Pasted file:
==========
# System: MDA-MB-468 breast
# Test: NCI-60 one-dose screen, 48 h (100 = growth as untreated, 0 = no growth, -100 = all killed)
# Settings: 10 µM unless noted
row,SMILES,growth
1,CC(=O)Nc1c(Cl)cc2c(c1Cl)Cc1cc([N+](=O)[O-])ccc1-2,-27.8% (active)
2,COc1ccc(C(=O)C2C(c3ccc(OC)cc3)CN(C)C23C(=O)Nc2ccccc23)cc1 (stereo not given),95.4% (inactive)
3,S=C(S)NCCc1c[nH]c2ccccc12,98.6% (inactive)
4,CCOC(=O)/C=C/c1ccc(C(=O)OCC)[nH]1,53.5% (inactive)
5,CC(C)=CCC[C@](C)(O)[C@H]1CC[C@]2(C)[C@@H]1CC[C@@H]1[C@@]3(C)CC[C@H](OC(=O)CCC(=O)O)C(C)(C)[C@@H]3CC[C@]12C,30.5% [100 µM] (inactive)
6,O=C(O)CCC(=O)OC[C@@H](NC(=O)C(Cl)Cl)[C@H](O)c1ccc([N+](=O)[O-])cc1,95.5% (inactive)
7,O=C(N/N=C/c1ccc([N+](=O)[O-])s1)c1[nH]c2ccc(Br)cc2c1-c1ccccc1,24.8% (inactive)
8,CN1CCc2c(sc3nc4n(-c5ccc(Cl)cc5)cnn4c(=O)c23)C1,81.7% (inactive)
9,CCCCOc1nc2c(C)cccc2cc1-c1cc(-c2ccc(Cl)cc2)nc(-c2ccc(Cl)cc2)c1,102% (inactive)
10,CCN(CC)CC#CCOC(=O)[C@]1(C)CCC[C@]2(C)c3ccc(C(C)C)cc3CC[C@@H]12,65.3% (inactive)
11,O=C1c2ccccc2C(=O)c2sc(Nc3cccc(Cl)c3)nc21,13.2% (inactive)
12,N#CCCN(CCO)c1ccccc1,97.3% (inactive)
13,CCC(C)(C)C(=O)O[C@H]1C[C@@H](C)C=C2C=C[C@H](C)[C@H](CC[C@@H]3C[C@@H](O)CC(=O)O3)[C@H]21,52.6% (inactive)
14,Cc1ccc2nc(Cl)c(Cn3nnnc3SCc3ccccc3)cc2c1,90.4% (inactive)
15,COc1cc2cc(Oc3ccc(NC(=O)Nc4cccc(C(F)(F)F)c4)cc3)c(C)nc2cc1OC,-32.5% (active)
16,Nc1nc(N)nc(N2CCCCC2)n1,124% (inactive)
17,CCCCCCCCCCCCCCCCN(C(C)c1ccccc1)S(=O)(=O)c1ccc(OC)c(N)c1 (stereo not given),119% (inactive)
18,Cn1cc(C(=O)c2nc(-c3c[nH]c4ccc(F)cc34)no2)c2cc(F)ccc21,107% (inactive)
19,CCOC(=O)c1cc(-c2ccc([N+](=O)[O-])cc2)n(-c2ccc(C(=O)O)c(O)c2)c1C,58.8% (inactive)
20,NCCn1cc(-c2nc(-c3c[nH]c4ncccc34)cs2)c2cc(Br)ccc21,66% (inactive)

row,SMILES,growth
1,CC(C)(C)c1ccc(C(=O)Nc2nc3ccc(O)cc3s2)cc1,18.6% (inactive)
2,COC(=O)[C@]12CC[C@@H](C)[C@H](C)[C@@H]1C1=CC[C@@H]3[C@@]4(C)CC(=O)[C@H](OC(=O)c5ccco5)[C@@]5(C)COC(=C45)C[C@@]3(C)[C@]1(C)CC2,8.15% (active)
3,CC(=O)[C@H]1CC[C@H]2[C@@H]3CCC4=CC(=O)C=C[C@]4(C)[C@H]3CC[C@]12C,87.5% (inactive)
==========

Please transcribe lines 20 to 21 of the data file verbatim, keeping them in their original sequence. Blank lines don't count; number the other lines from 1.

16,Nc1nc(N)nc(N2CCCCC2)n1,124% (inactive)
17,CCCCCCCCCCCCCCCCN(C(C)c1ccccc1)S(=O)(=O)c1ccc(OC)c(N)c1 (stereo not given),119% (inactive)